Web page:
Water pollution connected to agriculture isn’t about individual farmers making decisions in a vacuum. It’s driven by a few multinational corporations that sell pesticides and seeds or buy and market huge volumes of a handful of commodities such as corn and soybeans.
Government farm policy also plays a major role in creating a landscape that causes major water quality problems. Programs such as the federally-subsidized crop insurance program encourage the plowing up of pastures and other perennial plant systems, replacing them with corn and soybeans. A Proceedings of the National Academy of Sciences study reported that during one recent five-year period, 1.3 million acres of grassland were converted to crops in Minnesota, Iowa, North Dakota, South Dakota and Nebraska. The researchers said such conversion rates haven’t been seen since the 1920s and 1930s, and the result of that big plow-up was the Dust Bowl, one of the most severe man-made ecological catastrophes this country has ever seen.
A University of Wisconsin study shows that between 2008 and 2012, 250,000 acres of previously uncultivated Minnesota land was converted to row crops. Most of those acres were former grasslands, but 25,000 acres had been in wetlands—more than any other state. In addition, 13,000 acres of Minnesota forests transitioned to crops during the study period, which ranks our state second nationally in that category.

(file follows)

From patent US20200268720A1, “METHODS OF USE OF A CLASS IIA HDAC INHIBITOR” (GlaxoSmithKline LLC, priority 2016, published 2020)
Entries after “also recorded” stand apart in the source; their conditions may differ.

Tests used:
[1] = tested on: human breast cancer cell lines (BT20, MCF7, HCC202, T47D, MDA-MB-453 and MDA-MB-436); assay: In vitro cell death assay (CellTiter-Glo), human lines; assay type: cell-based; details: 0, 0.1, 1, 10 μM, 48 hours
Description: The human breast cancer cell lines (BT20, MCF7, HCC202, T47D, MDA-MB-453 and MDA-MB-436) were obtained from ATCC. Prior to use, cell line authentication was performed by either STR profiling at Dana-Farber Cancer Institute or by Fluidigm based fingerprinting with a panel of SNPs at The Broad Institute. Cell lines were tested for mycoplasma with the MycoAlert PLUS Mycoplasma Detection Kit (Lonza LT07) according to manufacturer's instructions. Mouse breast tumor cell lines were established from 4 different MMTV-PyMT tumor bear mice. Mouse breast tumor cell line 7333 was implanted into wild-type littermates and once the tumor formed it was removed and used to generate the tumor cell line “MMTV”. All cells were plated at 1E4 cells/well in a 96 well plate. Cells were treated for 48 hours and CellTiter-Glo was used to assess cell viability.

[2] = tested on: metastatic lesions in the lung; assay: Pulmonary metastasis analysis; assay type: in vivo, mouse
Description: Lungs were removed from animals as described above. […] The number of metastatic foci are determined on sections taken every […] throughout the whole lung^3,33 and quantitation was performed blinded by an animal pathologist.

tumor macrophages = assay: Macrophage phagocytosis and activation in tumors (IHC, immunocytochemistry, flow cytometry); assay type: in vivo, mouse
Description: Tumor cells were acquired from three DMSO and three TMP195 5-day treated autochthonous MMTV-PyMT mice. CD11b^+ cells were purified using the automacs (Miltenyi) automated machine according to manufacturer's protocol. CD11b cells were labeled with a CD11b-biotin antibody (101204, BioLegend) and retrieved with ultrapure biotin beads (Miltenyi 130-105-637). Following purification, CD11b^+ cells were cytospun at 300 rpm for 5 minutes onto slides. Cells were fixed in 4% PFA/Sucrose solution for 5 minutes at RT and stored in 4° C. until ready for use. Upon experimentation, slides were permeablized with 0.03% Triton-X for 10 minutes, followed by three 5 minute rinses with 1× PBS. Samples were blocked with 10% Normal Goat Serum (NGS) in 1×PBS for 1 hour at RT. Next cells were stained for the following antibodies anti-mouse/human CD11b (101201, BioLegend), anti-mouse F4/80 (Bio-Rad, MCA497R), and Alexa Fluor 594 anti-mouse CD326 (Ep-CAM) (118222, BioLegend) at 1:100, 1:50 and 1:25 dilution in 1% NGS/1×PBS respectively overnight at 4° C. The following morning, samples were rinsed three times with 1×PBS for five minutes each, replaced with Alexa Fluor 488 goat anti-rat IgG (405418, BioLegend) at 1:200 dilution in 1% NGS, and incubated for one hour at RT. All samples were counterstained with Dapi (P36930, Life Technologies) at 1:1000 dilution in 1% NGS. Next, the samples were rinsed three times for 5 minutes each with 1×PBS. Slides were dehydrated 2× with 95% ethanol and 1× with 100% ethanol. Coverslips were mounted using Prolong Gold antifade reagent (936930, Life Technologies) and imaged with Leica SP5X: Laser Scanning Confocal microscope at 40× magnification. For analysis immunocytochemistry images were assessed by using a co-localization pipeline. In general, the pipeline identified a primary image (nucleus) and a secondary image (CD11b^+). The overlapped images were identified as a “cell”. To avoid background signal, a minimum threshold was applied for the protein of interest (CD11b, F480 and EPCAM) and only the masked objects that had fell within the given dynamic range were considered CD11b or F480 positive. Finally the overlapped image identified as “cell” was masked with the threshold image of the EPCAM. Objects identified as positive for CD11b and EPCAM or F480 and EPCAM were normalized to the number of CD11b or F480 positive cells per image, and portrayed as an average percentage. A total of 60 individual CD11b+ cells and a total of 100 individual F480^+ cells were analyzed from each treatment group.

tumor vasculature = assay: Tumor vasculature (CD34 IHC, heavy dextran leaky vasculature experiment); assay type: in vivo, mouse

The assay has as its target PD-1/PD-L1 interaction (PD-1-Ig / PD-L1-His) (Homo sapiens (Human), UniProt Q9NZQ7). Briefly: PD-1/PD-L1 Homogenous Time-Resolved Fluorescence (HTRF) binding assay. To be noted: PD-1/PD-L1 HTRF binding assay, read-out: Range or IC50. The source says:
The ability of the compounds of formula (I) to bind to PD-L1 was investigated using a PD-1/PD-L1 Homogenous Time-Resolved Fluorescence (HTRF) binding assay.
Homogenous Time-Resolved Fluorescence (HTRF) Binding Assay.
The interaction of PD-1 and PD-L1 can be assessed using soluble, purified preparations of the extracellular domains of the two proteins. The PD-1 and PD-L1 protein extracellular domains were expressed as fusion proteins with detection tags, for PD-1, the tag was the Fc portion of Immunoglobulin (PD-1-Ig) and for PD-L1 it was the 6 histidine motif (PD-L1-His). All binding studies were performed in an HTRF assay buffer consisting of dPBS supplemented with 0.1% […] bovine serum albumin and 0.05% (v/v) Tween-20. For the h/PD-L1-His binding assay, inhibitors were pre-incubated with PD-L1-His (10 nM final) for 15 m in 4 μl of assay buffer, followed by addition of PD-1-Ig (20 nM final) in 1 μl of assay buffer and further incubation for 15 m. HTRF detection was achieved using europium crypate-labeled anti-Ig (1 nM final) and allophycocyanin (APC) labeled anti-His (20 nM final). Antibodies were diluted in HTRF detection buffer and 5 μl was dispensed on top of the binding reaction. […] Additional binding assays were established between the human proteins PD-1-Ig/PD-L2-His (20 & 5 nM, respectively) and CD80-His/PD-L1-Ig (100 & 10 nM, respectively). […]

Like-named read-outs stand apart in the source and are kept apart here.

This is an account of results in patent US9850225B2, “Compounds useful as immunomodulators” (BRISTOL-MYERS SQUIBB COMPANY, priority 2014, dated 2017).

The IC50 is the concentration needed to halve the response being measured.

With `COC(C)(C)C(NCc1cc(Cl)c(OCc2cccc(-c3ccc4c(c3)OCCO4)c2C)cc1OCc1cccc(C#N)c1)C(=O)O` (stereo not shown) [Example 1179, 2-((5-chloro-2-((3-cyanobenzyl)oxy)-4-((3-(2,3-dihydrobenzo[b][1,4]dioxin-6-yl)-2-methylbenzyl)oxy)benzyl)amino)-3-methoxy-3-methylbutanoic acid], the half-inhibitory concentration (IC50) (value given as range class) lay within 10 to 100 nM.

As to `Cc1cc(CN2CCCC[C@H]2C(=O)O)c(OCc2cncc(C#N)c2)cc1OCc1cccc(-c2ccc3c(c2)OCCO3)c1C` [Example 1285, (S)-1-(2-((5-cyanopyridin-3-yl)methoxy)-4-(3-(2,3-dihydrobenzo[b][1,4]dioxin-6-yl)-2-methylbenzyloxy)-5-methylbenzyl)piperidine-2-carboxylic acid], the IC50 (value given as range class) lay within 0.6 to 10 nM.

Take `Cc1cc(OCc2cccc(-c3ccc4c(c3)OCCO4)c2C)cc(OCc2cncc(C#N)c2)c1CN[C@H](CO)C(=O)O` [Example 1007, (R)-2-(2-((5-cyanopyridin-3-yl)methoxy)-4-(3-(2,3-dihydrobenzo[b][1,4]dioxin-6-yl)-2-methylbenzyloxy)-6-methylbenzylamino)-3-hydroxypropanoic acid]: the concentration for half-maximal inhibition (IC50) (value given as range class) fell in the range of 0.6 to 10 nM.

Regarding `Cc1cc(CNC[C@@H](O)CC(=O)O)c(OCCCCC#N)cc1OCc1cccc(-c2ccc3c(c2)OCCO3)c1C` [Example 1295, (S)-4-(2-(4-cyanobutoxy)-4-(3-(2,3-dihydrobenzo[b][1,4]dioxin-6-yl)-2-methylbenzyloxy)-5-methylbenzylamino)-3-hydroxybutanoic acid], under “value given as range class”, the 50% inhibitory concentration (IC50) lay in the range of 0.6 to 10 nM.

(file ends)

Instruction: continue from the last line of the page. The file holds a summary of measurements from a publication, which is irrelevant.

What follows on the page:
Much more federal funding goes for subsidies to maximize commodity crop production than goes into conservation, by a huge margin. It is clear federal farm policy is in need of major reform, and the Land Stewardship Project is working with our members on that front as discussions around the 2018 Farm Bill begin.
But there are some significant steps that can be taken right here in Minnesota’s watersheds to clean up our water and make good use of limited state dollars while getting the kind of positive impact citizens voted for with the Clean Water, Land and Legacy Amendment.
Continuous Living Cover
The good news is that it’s been shown repeatedly that when more living plants are growing on the land for longer periods of time, our water is cleaner. On farmland, these year-round living plant systems—also called “continuous living cover”—can take many forms, from perennial grasses rotationally-grazed by livestock to annual cover crops grown before and after the regular cash crop growing season. It has long been known that perennial grasses and forbs, with their deep roots and year-round presence, hold more water in the soil and help clean it before it moves to streams, lakes or groundwater.